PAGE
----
What Teachers Put Up With

Here’s Alabama state senator Shadrack McGill explaining why it’s a bad idea to raise teachers’s salaries:

If you double a teacher’s pay scale, you’ll attract people who aren’t called to teach.

To go in and raise someone’s child for eight hours a day, or many people’s children for eight hours a day, requires a calling. It better be a calling in your life. I know I wouldn’t want to do it, OK?

And these teachers that are called to teach, regardless of the pay scale, they would teach. It’s just in them to do. It’s the ability that God give ‘em. And there are also some teachers, it wouldn’t matter how much you would pay them, they would still perform to the same capacity.

If you don’t keep that in balance, you’re going to attract people who are not called, who don’t need to be teaching our children. So, everything has a balance.

To answer your obvious question: No, he has no problem with raising the salaries of state legislators:

Think Progress reports:

McGill found justification in the Bible for not increasing teacher pay, but he evidently found nothing in scripture preventing him from approving a 67 percent pay increase for legislators in 2007, which increased annual salaries for the part-time legislators from $30,710 to $49,500. He said that the higher pay helped to stop corruption.

Tell me again about how it’s the teachers’s unions that are the problem with education.

Comments

  1. #1 CaptainBlack
    February 3, 2012

    The same argument would support not paying them at all?!

  2. #2 Wow
    February 3, 2012

    Mind you, it seems like when it comes to executive talent (and politicians), the highest pay is required to get the best talent.

    When it comes to the middle and lower classes, it’s competitive world, and there’s no money to be made.

    The same reasoning that CEOs need high pay to keep them honest and large share options to keep them working for the company mean that they should pay their workers higher.

    Or that they think that executives will steal far more readily than workers will, so need big bribes to keep them honest.

  3. #3 Skeptic Hamster
    February 3, 2012

    As a teacher- albeit on another continent- my reply to Str McGill is this:
    http://www.only-apartments.com/images/romeMe/grandmother-secrets.jpg

  4. #4 GrammarTeacherChurchill
    February 3, 2012

    “What Teachers Up With Put”

    FTFY

  5. #5 Eric Lund
    February 3, 2012

    [McGill] said that the higher pay helped to stop corruption.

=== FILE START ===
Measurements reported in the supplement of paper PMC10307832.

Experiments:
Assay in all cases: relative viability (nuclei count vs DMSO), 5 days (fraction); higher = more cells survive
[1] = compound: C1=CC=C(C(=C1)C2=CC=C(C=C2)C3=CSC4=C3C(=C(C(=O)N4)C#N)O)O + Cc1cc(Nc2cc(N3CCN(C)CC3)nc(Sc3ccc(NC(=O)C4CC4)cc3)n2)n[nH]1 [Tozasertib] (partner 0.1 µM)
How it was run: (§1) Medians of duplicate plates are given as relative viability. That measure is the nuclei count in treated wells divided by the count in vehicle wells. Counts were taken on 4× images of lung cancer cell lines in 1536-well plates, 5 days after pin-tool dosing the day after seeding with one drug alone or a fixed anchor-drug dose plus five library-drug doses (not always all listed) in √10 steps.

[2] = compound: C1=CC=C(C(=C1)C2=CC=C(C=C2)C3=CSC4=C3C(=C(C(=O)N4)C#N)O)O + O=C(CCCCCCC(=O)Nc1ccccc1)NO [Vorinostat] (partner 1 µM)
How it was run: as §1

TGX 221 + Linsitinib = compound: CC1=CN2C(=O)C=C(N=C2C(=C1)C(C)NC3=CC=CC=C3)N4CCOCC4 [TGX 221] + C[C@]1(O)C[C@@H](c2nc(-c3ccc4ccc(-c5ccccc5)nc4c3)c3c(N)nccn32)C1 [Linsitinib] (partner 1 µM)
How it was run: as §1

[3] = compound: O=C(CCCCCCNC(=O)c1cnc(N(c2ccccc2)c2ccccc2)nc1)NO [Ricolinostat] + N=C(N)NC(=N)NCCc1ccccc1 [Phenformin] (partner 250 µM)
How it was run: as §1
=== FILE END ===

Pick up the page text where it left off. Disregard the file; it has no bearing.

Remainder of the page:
By that line of reasoning, I live in the state with the highest amount of corruption in state government. Our 400 representatives and 24 senators are each paid $100 per year (no, I have not dropped a couple of zeroes there) plus a mileage allowance. I’m not saying there is no corruption in state government here (NH), but McGill’s claim should be filed under [citation needed].

  6. #6 eric
    February 3, 2012

    I personally wouldn’t call secondary or above teaching ‘raising my child.’ However, it is astounding to me that someone who does call it that, wouldn’t want to pay top dollar to the people he says are raising his kids. Do you really care that little about your kids?

    Somewhat related, I vaguely recall a conservative senator in Minnesota or Wisconsin making a similar comparison to baby sitters (probably a month or two ago). And getting completely shot down when people pointed out that to pay for babysitting for 20 kids would be something like $300/hour. Most teachers don’t even get a tenth of that. I see Alabama average teacher salaries are about $40k per year. For a 9 month work year and 20 kids per class, that works out to $1.39 per kid per hour. About, again, a tenth of what a babysitter gets.

  7. #7 jtradke
    February 3, 2012

    And these teachers that are called to teach, regardless of the pay scale, they would teach.

    Yeah! They’ll eat our shit regardless, so let’s feed it to ‘em!

  8. #8 Umlud
    February 3, 2012

    “What Teachers Put Up With”

    Should that not be, “Those Things that Teachers Must Endure”? Or perhaps, “What Teachers Put Up With: Things more important than putting prepositions at the end of sentences.”

  9. #9 ildi
    February 3, 2012

    Ha, that reminds me of this hoary joke:

    A high school senior was inspecting Harvard University, where he hoped to attend the following autumn. As he was walking across the Quad, he stopped a distinguished-looking man and asked:

    “Sir, can you please tell me where your library is at?”

    The man replied:

    “Son, at Harvard we don’t end our sentences with prepositions. Re-frame your sentence in a proper form and I will reply.”

    The student shrugged and said:

    “Ok, can you tell me where your library is at, a$$hole?”

  10. #10 Deepak Shetty
    February 3, 2012

    And these teachers that are called to teach, regardless of the pay scale, they would teach.
    I know a few who were good teachers who left because they could earn more in other industries.
    Its good to see you take up the cause (from a wannabe teacher who realised he wasn’t good enough to teach)

  11. #11 Lenoxus
    February 3, 2012

    “Don’t end sentences with prepositions” is a strawman of sorts. No modern English teacher gor anyone else) says it, so can the dumb jokes about it end now, please?

    As for the Harvard joke, there is an argument that “at” should not be used where it is simply redundant, but that’s different from the fact that it happens to be a preposition.